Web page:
- Our expertise
- Town Hall
- News & Opinion
- Aircraft guides
The two new Beechcraft King Airs – the 360 and the 260 – are set to gain certification from the European Union Aviation Safety Agency (EASA) before the end of June 2021, according to the manufacturer’s Tom Perry. The King Air 260 gained its US certification in March 2021, while the 360 was certified last October.
“We are in advanced discussions with EASA about the certification of both models and expect to receive the certifications in the balance of this quarter,” Perry, who is Textron Aviation’s vice president, Sales, Europe, told Corporate Jet Investor. He is speaking to me in The Business Centre at Farnborough Airport, 40 miles south west of London. Sitting outside on the apron (ramp) enjoying the blustery, intermittent spring sunshine is the first King Air 360.
“The aircraft outside is the prototype and has arrived from Wichita as part of a worldwide demonstration tour,” says Perry. “We expect to take it as far east as Kazakhstan, probably exiting through Turkey and across the Middle East to Africa, where there is a lot of interest for this model.”
So, what distinguishes the King Air 360 from its older brother the King Air 350? Key differences include: the new Innovative Solutions and Support (IS&S) ThrustSense Autothrottle, an upgraded interior and a new digital pressurisation system.
The autothrottle is designed to support pilots by automatically managing engine power from the take-off roll through the climb, cruise, descent, go-around and landing phases of flight. The design is said to cut pilot workload and enhance the ability to monitor flight performance in order to prevent over-speed or under-speed, over-temp and over-torque conditions.
Also new in the cockpit is the digital pressurisation controller, which automatically sets cabin pressurisation in the climb and descent, again reducing pilot workload and improving passenger comfort. The pressurisation displays are integrated with the Collins Aerospace Pro Line Fusion flight deck.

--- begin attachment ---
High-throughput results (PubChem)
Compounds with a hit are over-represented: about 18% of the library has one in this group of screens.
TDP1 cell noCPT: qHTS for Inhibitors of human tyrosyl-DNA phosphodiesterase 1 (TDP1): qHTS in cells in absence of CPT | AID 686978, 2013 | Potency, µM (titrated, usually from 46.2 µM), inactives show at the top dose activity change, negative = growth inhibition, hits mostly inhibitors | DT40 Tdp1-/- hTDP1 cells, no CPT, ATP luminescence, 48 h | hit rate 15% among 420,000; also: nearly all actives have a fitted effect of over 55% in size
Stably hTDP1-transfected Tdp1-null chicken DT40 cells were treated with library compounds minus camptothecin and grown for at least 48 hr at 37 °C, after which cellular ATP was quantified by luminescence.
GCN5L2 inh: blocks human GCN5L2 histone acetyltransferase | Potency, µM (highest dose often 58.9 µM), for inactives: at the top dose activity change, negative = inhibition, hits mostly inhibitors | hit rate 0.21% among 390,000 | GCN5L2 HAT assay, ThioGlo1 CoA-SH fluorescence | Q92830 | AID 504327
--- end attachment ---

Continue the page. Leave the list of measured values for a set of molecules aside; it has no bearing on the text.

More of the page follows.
The upgraded cabin pressurisation system results in a lower cabin altitude at the aircraft’s certified ceiling of 35,000ft, delivering a more comfortable flight for passengers.
King Air 360 buyers can choose from six interior schemes, featuring craftsman-built cabinetry, partitions and side ledges. Standard amenities on the King Air range include pull-out worktables, power outlets, USB charging stations and a private aft toilet.
Meanwhile, the King Air 260 is also equipped with the IS&S ThrustSense Autothrottle system, and digital cabin pressurisation. Both the King Air 260 and 360 aircraft also feature the Collins Multi-Scan RTA-4112 weather radar.
At present in Europe, the corporate and business sectors of the market are relatively quiet compared with the charter and leisure sectors, says Perry. “But even without that traditional corporate business use, worldwide utilisation rates outside of Europe have climbed back to levels above 2019,” he adds. European customers are said to like the King Air 350 for its extended cabin. It has also proved popular with special missions providers due to its endurance and payload capacity.
The basic price for a King Air 360 is $8.39m for a 2021 delivery. But the overall purchase price in Europe is higher due to the regulatory requirement to fit extra equipment – such as a flight data recorder – to this class of aircraft. The King Air 260, which has a basic price of $7.05m, is not subject to this regulation. But don’t expect an early delivery. “We are sold out of King Air 260s in Europe until the fourth quarter of this year. It’s proving very popular over here,” he says.
Perry believes the King Airs are particularly suited to the European market, which has closer city pairs than in the North American market. Last year, the manufacturer sold more turboprops than jets in Europe. “There was certainly an indication the market was very interested in the quality of King Airs. That is because they are twin engine, have low operating costs and are very practical.”
The Covid-19 pandemic is unlikely to leave a major legacy for business aviation, according to Perry. “I don’t think that the post-Covid landscape is so different from the pre-Covid landscape.” Utilisation rates are returning or exceeding 2019 levels and the leisure market has proved resilient. There are signs too in Europe of a return to more corporate and business flights. “Private aviation is relatively resilient compared to commercial aviation,” he says. It offers a way for High-Net Worth Individuals to protect the health, security and well-being of their families, workforce and customers, he adds.
Returning to the King Air’s pedigree, Perry sums up: “This is the latest iteration of a product that has been with us for a generation. There are 7,600 in service, with about 400 of these in Europe. So, it’s not a novel concept but it’s good that we are continuing to invest in the product to bring it up to date and to equip it with the latest features the market is looking for. And that’s what we are going to continue to do – not just with the King Airs but other products as well.”
Meet the new King Airs – at a glance
King Air 360
King Air 260
Top: Tom Perry, Textron Aviation’s vice president, Sales, Europe, introduces
Corporate Jet Investor to the new King Air 360 at Farnborough Airport, UK.
Above: The King Air 360 cabin can accommodates up to 11 passengers.
Below: The upgraded cockpit features the new IS&S ThrustSense Autothrottle.